Oulipo was a rather fascinating literary movement originating in France that focused on so-called "constrained writing" techniques. The most famous example is Georges Perec's 3pp-page novel A Void, which is lippogrammatic for (excluding) the letter E entirely. It's harder than it sounds. Other examples include palindromes (something that reads the same backwards and forwards), univocalisms (when words have only one vowel), and snowball poems (where each word is a letter longer). All of this is particularly fascinating to me, especially as someone who's failed at making a lot of Oulipo poems. Even more fascinating is the word's etymology - Oulipo is an acronym of the phrase Ouvroir de litterature potentiell, which, roughly translated, means "workshop of potential literature" in French.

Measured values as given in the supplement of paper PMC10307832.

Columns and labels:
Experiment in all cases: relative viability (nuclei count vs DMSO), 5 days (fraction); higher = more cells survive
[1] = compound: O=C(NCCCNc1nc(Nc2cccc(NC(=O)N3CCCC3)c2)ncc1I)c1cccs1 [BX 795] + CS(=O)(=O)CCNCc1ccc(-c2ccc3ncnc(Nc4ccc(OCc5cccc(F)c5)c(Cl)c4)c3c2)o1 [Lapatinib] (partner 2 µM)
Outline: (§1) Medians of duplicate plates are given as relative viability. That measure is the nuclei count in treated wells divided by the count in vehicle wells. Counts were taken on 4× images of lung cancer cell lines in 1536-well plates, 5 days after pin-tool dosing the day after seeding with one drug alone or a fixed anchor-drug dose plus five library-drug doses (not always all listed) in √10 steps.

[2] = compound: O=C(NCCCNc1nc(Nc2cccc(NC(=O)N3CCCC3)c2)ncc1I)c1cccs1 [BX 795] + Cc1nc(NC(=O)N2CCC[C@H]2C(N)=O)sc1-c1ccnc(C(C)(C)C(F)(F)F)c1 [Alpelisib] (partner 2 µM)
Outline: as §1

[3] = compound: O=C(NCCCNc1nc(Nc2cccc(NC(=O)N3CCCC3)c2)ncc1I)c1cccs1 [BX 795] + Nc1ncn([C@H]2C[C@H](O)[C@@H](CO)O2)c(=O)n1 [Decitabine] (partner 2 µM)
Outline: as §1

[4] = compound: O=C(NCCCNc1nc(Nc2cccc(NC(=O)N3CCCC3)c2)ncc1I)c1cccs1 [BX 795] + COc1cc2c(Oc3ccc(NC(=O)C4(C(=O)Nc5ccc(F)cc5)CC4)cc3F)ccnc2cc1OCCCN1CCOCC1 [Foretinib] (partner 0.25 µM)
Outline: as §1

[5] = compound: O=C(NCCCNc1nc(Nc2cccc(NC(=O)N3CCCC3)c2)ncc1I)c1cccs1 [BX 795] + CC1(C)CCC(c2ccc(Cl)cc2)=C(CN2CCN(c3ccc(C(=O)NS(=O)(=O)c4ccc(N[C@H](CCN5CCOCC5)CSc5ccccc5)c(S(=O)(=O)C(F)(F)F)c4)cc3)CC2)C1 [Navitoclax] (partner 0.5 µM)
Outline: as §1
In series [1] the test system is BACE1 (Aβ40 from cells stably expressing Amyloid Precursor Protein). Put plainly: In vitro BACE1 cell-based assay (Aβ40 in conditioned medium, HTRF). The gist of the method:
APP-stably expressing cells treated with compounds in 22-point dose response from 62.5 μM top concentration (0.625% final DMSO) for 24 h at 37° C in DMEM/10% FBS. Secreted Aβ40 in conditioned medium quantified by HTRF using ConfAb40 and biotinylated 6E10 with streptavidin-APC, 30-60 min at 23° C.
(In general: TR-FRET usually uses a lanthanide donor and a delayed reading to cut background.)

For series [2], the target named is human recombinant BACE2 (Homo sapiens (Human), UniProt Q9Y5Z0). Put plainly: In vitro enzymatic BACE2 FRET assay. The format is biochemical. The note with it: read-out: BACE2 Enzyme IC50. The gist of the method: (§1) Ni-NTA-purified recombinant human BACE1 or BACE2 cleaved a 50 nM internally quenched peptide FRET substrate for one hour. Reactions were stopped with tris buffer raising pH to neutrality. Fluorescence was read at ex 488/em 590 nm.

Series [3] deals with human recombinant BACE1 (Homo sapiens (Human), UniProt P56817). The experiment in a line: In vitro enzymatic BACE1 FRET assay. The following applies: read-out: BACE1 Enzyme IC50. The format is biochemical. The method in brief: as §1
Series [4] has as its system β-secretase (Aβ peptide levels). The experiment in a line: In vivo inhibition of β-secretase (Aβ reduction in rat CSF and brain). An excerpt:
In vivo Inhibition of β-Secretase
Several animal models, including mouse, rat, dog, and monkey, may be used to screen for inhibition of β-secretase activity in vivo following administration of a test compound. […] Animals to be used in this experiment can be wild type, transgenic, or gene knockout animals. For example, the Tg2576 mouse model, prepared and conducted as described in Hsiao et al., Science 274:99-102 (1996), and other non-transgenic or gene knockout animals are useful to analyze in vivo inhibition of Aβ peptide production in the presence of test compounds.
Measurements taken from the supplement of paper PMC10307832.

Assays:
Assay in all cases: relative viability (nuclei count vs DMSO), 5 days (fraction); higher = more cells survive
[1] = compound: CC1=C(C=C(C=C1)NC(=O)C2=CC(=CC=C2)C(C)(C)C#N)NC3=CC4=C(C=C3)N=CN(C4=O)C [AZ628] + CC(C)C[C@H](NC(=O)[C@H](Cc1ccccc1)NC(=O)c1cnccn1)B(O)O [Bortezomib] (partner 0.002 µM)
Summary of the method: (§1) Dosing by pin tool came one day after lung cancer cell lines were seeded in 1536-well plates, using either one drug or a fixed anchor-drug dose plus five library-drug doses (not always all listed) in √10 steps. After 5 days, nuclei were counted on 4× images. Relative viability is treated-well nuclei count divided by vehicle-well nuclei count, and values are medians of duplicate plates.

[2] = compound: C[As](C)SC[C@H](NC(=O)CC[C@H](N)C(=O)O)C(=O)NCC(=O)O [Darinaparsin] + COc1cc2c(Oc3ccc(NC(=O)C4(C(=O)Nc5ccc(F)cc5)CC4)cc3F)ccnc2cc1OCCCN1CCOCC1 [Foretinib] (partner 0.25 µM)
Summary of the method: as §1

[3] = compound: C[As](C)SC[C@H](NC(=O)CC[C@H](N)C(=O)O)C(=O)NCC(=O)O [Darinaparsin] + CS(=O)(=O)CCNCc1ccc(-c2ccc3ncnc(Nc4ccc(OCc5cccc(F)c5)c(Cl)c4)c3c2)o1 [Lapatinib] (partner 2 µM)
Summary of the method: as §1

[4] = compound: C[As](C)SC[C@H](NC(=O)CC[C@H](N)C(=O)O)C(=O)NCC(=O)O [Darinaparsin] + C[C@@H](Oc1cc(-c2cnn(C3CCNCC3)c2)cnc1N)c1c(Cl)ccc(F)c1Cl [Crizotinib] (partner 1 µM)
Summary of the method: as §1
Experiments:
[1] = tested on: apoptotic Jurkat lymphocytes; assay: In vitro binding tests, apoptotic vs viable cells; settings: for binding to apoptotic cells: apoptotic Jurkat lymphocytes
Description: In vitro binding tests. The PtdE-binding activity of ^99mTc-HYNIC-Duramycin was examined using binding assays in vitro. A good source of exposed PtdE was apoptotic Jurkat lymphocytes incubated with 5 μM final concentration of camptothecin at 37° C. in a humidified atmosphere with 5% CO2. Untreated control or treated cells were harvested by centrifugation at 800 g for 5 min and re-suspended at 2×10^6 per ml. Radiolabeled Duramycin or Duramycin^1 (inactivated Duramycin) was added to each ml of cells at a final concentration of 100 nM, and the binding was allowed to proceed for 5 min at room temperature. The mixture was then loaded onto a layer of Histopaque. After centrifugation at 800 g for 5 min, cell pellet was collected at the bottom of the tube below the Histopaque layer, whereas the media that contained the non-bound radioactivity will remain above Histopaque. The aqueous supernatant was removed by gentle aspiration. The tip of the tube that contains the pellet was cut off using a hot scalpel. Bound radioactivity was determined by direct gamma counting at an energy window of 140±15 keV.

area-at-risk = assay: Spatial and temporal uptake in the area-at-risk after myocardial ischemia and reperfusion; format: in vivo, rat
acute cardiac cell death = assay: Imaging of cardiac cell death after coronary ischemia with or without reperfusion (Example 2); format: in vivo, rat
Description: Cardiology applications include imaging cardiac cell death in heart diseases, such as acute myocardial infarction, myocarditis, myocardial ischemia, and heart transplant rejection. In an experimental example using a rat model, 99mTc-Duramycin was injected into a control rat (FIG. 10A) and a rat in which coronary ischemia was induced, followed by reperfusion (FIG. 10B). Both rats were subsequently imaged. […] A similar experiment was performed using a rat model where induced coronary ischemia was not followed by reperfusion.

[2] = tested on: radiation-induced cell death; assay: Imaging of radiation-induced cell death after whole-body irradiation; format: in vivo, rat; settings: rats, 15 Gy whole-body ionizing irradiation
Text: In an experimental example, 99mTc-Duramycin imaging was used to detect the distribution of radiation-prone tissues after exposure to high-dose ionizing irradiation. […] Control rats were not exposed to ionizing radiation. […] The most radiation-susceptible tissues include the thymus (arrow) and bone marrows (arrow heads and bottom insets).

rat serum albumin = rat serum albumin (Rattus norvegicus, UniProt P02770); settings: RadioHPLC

Adam Aleksic, a freshman studying linguistics at Harvard University, has been described as the internet's sixth most famous etymologist. He has disturbing interests in words, vexillology, geography, board games, limericks, and law, and he loves writing about himself in the third person.
The Etymology Nerd